A financial planner suggests that an investment-oriented life-insurance policy has some unexpected benefits.
Life insurance is so pricey -- and estate taxes are so high -- that simply thinking about the costs could kill you.
Robert N. Cohen, a financial planner based in Framingham, Mass., has come up with a strategy for minimizing the expense.
"First, purchase an investment-oriented life-insurance policy with funds from your qualified pension or profit-sharing plan," says Cohen. The life-insurance policy is considered part of your plan's assets. "You get one tax benefit because you're buying insurance with pretax dollars."
It can also be a good idea to spend down your retirement dollars. Here's why: Many people don't realize that they may get socked with a 15% excise tax as well as income-tax liability if their retirement accounts build so high that they, or their beneficiaries, eventually have to take any distribution that the IRS deems excessively large -- more than $155,000 in 1996.
Back to Cohen's example. "Let's say that you spend $100,000 from your retirement plan during each of two years to purchase a life-insurance policy with a $2.5- or $3-million death benefit," suggests Cohen. "Normally, one of the great disadvantages of investment-oriented life insurance is that front-end commissions are so high that it takes a few years to start building up any type of cash value. But that works to your advantage with this strategy."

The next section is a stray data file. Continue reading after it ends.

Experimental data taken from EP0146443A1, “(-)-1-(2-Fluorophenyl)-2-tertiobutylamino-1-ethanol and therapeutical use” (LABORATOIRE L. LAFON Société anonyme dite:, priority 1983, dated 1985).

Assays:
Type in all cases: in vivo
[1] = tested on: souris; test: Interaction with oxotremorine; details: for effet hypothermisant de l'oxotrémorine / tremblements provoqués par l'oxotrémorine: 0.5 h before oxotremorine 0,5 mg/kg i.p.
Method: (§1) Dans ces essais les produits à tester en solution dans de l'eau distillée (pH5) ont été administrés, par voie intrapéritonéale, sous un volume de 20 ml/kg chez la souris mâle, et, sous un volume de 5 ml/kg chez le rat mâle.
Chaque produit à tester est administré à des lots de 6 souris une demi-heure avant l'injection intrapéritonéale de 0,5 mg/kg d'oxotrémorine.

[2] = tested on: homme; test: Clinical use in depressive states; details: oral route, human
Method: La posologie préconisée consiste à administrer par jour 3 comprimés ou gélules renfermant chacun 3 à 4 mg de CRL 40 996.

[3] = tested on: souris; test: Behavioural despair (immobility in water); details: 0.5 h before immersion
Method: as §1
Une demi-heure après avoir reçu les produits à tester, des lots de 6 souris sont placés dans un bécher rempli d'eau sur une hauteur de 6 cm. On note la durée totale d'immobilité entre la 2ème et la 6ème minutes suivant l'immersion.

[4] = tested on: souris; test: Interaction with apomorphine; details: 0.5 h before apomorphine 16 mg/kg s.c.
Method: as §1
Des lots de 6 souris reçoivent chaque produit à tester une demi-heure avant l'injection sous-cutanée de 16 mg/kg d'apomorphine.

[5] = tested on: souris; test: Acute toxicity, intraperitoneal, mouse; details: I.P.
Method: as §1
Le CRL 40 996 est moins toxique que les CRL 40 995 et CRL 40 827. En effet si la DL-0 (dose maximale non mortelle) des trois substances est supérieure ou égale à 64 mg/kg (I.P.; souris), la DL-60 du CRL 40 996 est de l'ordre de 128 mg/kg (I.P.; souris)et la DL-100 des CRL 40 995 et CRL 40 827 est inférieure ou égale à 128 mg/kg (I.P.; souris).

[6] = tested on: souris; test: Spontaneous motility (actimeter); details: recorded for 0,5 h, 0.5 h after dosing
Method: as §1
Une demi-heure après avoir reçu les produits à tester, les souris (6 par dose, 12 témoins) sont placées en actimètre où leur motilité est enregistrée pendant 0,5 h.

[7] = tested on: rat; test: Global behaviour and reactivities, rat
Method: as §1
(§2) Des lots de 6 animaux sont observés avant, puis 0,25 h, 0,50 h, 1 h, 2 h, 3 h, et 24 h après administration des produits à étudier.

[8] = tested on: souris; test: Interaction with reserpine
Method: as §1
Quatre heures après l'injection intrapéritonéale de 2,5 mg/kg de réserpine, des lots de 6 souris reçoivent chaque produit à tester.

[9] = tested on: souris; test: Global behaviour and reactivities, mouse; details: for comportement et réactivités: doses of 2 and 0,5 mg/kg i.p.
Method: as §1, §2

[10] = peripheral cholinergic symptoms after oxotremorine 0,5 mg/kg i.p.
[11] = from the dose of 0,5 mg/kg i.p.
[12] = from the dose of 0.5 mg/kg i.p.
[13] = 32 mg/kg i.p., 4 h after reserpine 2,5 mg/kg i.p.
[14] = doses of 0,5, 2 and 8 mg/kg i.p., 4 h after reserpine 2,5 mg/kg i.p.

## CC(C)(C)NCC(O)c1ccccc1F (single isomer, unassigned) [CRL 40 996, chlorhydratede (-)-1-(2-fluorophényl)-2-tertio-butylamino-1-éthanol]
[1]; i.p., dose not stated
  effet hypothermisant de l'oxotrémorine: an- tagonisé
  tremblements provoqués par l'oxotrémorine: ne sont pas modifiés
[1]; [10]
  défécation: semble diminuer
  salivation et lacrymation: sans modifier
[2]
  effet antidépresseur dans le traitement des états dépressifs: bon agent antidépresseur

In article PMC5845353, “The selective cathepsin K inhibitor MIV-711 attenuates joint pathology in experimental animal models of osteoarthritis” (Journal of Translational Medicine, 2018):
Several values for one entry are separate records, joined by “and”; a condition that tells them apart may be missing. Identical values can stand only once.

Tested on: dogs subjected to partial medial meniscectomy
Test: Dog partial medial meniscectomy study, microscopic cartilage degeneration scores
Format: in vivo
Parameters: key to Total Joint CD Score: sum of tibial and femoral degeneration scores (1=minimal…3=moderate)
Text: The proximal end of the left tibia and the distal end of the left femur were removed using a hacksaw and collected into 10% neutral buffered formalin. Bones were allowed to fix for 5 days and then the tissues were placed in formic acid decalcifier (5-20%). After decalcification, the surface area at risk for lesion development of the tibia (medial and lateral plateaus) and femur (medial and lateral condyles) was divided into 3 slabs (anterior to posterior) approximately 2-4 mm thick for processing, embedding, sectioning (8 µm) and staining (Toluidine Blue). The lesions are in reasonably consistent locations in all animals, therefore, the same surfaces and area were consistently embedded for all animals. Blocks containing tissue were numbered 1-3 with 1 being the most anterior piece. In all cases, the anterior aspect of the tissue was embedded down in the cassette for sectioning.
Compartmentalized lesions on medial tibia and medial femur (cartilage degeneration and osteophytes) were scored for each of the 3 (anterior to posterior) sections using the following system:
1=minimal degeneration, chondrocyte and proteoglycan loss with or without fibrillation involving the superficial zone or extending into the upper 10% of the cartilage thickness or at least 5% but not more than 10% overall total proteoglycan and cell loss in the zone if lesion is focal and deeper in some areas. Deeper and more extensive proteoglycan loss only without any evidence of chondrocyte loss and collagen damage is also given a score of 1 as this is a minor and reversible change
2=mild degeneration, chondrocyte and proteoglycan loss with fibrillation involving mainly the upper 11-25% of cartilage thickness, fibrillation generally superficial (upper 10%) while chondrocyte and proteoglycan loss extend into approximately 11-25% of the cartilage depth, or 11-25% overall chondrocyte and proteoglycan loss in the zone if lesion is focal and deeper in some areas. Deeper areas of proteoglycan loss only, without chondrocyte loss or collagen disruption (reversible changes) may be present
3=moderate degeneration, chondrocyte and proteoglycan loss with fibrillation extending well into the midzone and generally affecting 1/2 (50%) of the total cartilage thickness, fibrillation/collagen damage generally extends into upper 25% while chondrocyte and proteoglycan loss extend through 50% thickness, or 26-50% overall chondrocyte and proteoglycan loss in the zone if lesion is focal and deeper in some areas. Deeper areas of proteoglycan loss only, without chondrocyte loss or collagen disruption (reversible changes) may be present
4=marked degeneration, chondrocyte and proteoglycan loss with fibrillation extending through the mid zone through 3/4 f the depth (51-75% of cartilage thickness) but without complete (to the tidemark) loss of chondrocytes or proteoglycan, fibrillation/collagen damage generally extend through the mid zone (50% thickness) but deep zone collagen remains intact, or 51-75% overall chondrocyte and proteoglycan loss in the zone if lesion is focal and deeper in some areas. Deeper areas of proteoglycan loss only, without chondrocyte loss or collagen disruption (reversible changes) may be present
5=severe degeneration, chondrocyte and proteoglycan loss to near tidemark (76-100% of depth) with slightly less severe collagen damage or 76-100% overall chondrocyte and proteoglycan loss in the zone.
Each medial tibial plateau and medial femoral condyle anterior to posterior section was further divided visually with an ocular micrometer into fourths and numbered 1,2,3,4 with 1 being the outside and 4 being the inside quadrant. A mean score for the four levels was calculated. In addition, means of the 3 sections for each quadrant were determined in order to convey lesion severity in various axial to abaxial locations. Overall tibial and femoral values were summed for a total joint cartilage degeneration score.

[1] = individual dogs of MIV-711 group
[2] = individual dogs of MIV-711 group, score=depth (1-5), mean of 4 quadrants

Here's how: Suppose that after you hold your insurance policy within your retirement account for three or four years, it builds a cash value of $20,000. (The rest of the money you've spent goes to pay for the policy's death benefit.) "If you take distribution of that insurance policy to a trust that you've set up to own it, you pay gift tax only on that $20,000. What you've done is remove $180,000 worth of economic benefits from your retirement plan without paying taxes on it."
Check with your financial adviser to see if the strategy makes sense for you.